• Couples Valentine's Workout

    couples valentines workout

    Happy Valentine's Day lovebirds! If you're not going out tonight, why not try this couples workout with your loved one or even just a best friend? Training with a partner is a great way to increase motivation and to bond with someone too.

    Lunge with Med Ball Pass

    This exercise will torch your legs as well as your core and will require teamwork and co-ordination!

    Stand next to your partner, both facing the same way. One of you holds a medicine ball or slam ball. Both lunge forward at the same time. Hold your arms out as straight as possible to work your core hard and twist your entire torso to face your partner. Make sure to twist from the waist to work your abs and keep your core tight. As your partner takes the ball, both of you step back to your starting position. Now repeat this by lunging forward on the other leg and receive the ball from your partner. 

    Try to stay synced up with your partner and stay in a good lunge as you pass the ball between you. Repeat exercise for 30 seconds if you're beginners or try 60 seconds if you're already fairly fit.

    Press Up with High Five

    This exercise is great for your shoulders and core and will really help create a rapport and bond with your partner. Make sure you don't slap each other in the face!

    Both adopt a press up position facing each other. Both drop into a press up at the same time, then at the top, both using your right hand, high five each other. Drop into another press up and then high five with your left hands. 

    If you cannot do full press ups, you can do them from your knees (it doesn't matter if one partner is on their toes and one is on their knees). Try to stay co-ordinated and make sure the press ups are good quality. 

    Plank Jump Throughs

    This one can be great fun to do together and will really test your trust! This will work your core but also acts as cardio as you will be jumping.

    One partner adopts a plank position with their legs wide apart. While partner one holds this position, partner two jumps between their legs. There should be three jumps: outside the left leg, between both legs, and outside the right leg. Try to do two-footed jumps to get the most out of this exercise. You will need to jump your legs high so that you don't trip over your partner!

    Do this exercise for 30 seconds and then swap positions. If you are more advanced, try it for 60 seconds.

    Burpee with Med Ball Pass

    Now we're really increasing the intensity! Burpees are an excellent full-body exercise and will get your heart racing for all the right reasons this Valentine's Day!

    Stand facing your partner and hold a medicine ball or slam ball. Throw the ball to your partner who then throws it straight back and drops into a burpee. As soon as they stand back up, throw them the ball again and as soon as they throw it back they do another burpee. Repeat this for 30 seconds and then swap roles.

    This is a high intensity exercise and requires team work and co-ordination. Make sure the throws to your partner are good ones so that you can keep the movements streamlined without dropping the ball. To make this exercise harder, stand further away from each other and see how far you can go. 

    Partner Russian Twists

    Our final exercise will target your abs and really finish you off in style.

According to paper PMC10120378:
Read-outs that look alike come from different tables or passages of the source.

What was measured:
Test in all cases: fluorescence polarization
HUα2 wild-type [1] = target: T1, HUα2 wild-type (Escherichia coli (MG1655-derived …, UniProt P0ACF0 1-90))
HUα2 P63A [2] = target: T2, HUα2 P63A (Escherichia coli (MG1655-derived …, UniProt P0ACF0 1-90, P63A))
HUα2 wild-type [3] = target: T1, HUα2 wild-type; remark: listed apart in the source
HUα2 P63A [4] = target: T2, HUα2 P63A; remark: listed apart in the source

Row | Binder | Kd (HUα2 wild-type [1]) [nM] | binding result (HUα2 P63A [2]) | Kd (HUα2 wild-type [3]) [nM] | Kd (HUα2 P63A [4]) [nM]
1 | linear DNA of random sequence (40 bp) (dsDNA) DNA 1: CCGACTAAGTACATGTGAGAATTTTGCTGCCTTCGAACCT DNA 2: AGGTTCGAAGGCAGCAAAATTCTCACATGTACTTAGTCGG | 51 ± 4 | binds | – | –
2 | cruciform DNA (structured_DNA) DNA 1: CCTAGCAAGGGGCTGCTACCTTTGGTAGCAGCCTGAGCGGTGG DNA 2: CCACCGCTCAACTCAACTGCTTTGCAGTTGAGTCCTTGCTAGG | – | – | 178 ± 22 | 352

Sit on the floor next to your partner, fairly close to one another. Adopt the classic Russian twist position by balancing on your seat bones, lean back, and hold your legs and feet off the floor. Pass a medicine ball or slam ball between you and really over-exaggerate the twists to work the abs properly. 

    Posted by Alexandra Parren
  • How To Set Fitness Goals

    goal setting fitness goals weight loss workout strength

    If you want to make progress with your fitness or weight loss, you need to have a goal. Otherwise, how will you measure your progress and know that you've succeeded? We take a look at how to set fitness goals and importantly, how to achieve them. 

    What is a SMART goal for fitness?

    The most common and successful way to set a goal for fitness (or for anything for that matter) is to create a SMART goal. SMART is an acronym that stands for Specific, Measurable, Achievable, Realistic, and with a Time frame. By creating a SMART goal, you will avoid making unrealistic and unspecific goals which may not be achievable, and will help you to create an excellent goal that will get you where you want to be. By creating a SMART goal you are almost guaranteeing yourself success and you will be able to better assess your progress as you go.

    CrossFit clean and jerk goals smart fitness weightloss

    What is an example of a long term fitness goal?

    There are two types of goal: long term and short term. A short term goal is one which you aim to achieve in a relatively short space of time, perhaps within 3 months. A long term fitness goal is one which you will continue to tweak and work on progressively for an extended period of time, such as 1-3 years. 

    An example of a long term fitness goal would be to go from being overweight to completing a marathon in 3 years. You would need lots of short term goals in between, such as completing a couch to 5k programme, successfully completing a 10k, a half marathon, losing an amount of weight, eating better etc. By creating short term goals, you break down the long term goal and make it far more manageable. This will aid your chances of success and keep you focused and motivated the entire time. 

    SMART goals for weight loss examples

    Having the goal to 'lose weight' is far too broad and you are very unlikely to succeed in it. There is no time frame so you won't know when you've achieved it, and there is no measurement so it could go on indefinitely as your weight fluctuates up and down. An example of a SMART goal for weight loss would be:

    "I will lose 10kg in 6 months by running 3 times a week and going to the gym twice a week. Once I have achieved this goal, I will treat myself to a new set of activewear in a smaller size."

    This is an example of a SMART goal as it is very specific, it is measurable because you can weigh yourself each month to make sure you're on track, it is achievable as that is a healthy amount of weight to lose in that time, it is realistic, and it has a time frame of 6 months. It even includes a reward at the end for extra motivation.

    Examples of SMART goals for strength training

    Another example of a bad goal is to say 'I want to tone up'. This is extremely vague and ambiguous and you are unlikely to ever achieve it. An example of a SMART goal for strength training would be:

    "I will increase my squat weight from 30kg to 50kg in 3 months by following a strength training programme and lifting 4 times a week."